In all examined samples obtained from four patients, similar changes were observed in the mammary gland. Fibrous connective tissue was found partly hyalinized with foci of fatty tissue. Within it, abundant basophilic, homogenous content of Aquafilling® with extensive infiltration of mononuclear cells and numerous small blood vessels were observed. Some of the blood vessels had thickened walls. In others, endothelium layers were separated (Figs. 7, 8, 9). Furthermore, the expression of lymphocytes T (CD3), lymphocytes B (CD20), and macrophages (CD68) was also observed in the tissue samples (Figs. 10, 11, 12).

Fig. 7
figure7

Abundant basophilic Aquafilling® (A). Surrounded by diffuse inflammatory infiltrates. Blood vessels with thickened walls (V). HE stained. Magnification 50 ×

Fig. 8
figure8

Extensive fibrosis (F) with inflammatory infiltrates (ii). HE stained. Magnification 50 ×

Fig. 9
figure9

Inflammatory infiltrates with mononuclear cells. HE stained. Magnification 400 ×

Fig. 10
figure10

T cell (CD3) tissue expression. Immunohistochemical staining. Magnification 100 ×

Fig. 11
figure11

Macrophages (CD68) tissue expression. Immunohistochemical staining. Magnification 100 ×

Fig. 12
figure12

B cell (CD20) tissue expression. Immunohistochemical staining. Magnification 100 ×

A significant difference was observed in the number of lymphocytes B (CD20) cells and macrophages (CD68) (Table 2). Variations in the cell number of lymphocytes B (CD20) were noted at a level of p = 0.0015 and were associated with statistically significant difference between lymphocytes number in Patient 1 and 2 on a level of p = 0.0005. In contrast, a significant variation in the macrophage number (CD68) was noted at a level of p = 0.0002 as a result of statistically significant difference in the macrophages number between Patients 2 and 3 at a level of p = 0.0001. Despite the lack of statistically significant difference in the lymphocytes T (CD3) number, in patient 3, lymphocytes T (CD3) number was the highest.

Table 2 Immunopositive cell number in examined patients

As shown in Table 3, a significant difference was observed in immunohistochemical reaction areas for lymphocytes T (CD3) as well as lymphocyte B (CD20). Statistically significant variations were observed in the immunohistochemical reaction area for lymphocytes T (CD3) among the patients (p = 0.0003). This variation was associated with detailed differences between immunohistochemical reaction area calculated for Patient 1 and those calculated for other patients at the following levels: p = 0.0056, p = 0.0004, and p = 0.0019. Immunohistochemical reaction area calculated for lymphocytes B (CD20) also varied significantly among examined patients at a level of p = 0.0001. This differentiation was associated with statistically significant differences observed between the immunohistochemical reaction area calculated for Patient 1 and those calculated for Patients 2 and 3 (p = 0.0001 vs. p = 0.0123), between Patients 2 and 4 (p = 0.0019), and between Patients 3 and 4 (p = 0.0481).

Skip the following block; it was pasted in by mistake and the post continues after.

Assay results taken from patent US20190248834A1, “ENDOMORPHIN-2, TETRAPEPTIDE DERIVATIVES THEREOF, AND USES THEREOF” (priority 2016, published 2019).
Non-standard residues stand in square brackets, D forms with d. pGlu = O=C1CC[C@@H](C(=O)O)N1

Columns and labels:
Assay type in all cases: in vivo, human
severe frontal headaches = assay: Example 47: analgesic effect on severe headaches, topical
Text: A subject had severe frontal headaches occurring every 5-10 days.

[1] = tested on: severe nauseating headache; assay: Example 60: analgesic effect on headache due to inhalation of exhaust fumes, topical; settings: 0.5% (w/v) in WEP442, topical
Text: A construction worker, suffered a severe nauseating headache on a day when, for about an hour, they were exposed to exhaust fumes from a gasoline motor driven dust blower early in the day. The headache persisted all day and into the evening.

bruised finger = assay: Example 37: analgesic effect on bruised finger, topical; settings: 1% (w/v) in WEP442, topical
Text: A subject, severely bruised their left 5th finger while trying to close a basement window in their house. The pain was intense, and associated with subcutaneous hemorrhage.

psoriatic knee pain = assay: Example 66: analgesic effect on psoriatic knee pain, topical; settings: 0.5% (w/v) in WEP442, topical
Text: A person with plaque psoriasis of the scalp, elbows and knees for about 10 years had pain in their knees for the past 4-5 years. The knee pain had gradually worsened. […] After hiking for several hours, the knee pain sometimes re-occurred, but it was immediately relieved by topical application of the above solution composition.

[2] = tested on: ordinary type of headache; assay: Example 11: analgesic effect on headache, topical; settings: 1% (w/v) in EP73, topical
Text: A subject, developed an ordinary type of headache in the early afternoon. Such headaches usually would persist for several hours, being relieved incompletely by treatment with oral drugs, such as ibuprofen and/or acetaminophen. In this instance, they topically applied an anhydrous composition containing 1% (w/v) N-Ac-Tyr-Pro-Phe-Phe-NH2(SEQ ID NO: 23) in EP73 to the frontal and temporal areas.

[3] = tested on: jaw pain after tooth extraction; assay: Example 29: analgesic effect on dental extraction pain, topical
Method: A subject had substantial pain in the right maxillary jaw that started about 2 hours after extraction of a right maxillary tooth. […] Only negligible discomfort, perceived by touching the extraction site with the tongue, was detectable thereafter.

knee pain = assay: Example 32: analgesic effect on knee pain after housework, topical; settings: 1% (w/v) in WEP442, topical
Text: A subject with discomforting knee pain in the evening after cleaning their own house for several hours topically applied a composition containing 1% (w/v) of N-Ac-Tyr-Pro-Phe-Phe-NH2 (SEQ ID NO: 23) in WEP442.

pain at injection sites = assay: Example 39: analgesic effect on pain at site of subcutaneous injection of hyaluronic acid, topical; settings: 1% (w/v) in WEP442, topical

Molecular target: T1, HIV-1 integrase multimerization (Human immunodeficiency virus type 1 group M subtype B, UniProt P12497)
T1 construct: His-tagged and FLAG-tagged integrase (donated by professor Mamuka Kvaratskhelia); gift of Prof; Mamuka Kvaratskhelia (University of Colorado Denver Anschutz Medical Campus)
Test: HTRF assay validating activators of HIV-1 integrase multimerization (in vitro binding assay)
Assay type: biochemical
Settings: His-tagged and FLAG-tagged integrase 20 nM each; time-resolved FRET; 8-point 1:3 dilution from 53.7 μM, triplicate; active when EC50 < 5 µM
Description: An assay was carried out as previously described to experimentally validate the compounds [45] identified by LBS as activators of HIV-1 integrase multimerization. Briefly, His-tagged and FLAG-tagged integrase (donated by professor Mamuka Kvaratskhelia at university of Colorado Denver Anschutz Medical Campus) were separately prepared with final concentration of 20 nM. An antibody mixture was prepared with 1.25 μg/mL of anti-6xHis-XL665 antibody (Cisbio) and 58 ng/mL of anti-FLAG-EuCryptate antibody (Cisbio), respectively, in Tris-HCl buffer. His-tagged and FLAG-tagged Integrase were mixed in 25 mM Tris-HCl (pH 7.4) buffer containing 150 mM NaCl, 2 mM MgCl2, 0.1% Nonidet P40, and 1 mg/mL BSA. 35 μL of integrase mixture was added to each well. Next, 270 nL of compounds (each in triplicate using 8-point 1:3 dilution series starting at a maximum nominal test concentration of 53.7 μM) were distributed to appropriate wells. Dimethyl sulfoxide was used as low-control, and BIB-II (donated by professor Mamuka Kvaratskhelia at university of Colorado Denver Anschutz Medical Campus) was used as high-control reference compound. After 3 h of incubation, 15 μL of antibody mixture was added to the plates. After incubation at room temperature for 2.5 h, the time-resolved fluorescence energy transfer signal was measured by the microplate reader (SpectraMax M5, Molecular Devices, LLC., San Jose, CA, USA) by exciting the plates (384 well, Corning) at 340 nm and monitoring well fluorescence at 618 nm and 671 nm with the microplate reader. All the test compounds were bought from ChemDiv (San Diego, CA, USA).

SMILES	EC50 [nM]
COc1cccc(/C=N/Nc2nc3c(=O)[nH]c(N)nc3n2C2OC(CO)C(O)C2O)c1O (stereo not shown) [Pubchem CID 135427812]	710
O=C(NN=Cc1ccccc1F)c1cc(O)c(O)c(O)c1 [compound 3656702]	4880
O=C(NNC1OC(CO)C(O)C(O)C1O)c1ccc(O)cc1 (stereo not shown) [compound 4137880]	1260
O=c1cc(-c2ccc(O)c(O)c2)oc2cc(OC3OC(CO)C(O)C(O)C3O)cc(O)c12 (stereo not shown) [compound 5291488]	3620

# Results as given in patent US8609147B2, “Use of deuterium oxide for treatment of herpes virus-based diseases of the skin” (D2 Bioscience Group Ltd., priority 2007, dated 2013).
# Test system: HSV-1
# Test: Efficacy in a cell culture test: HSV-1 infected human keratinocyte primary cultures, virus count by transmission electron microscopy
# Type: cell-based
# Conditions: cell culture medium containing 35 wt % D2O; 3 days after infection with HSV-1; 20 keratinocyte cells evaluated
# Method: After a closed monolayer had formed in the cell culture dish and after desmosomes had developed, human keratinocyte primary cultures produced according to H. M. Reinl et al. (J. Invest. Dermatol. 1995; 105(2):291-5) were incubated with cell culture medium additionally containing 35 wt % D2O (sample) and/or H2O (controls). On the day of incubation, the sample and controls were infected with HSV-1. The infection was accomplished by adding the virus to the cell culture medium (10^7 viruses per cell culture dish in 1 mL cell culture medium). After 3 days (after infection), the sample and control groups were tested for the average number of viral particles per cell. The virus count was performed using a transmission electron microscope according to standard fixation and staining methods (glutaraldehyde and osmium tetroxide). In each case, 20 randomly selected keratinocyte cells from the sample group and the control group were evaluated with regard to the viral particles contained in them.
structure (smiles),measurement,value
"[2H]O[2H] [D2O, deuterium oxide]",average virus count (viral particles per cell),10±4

Table 3 Immunohistochemical reaction area in examined patients (µm2)

Discussion

Health concerns associated with Aquafilling® injection are relatively new, as evident by the small number of reports on female patients undergoing surgery due to inflammation and other complications. Previously published researches were performed on a smaller number of female patients, i.e., one [1, 6,7,8], two [2], and three [3], indicating that these studies are just in their initial stages all over the world.

In the existing literature [1, 2, 4, 6,7,8], distinct clinical features have been reported in patients who underwent breast augmentation. Jung et al. [1] described patient characteristics as repeated wound dehiscence and fluid discharge, whereas Kim et al. [6] noted pain and tenderness in both the breasts. Ko et al. [7] observed tenderness of left breast with volume loss, painful swelling of left lower abdominal wall, and abscess in the left vulva in his patient. In the patient examined by Arslan et al. [8], pain, redness, and deformity of both breasts were observed. Ozcan et al. [2] reported progressive swelling of the right breast in one patient and mastalgia in another patient. Three patients examined by Son et al. [4] complained of palpable lump on the left upper parasternal area (Patient 1), migration of filler (Patient 2), pain, and hardness in the left lower quadrant of the abdomen and breast fistula (Patient 3). In the present study, we also observed many similar symptoms in the patients examined, further strengthening the probable detrimental impact of Aquafilling® injection on the patient’s health.

Intensive inflammation was visible in the examined histological and immunohistochemical samples and could be credited to the ability of T cells to recognize the breast augmentation filler—Aquafilling®. Recognition of antigens by T cells is a crucial step in the initiation and regulation of adaptive immune response. T cells having recognized foreign antigens release a large number of chemical factors enabling B cells to create specific antibodies. They activate scavenger cells, including macrophages. The activation process is a result of synergy and completion of specific and unspecific immune response mechanisms. T cells have T cell receptors (TCRs) that enable precise recognition of foreign antigens. Antigens bound by TCR create activation microclusters (MCs). TCR-MC consists not only of TCR receptor with CD3, CD4, or CD8 complex but also of kinase, adaptor protein, and proteins responsible for cytoskeleton alternation. CD3 consists of four different peptide chains that together with TCR are responsible for sending activation signals to Tc lymphocytes (cytotoxic) and Th lymphocytes (helper cells) [11].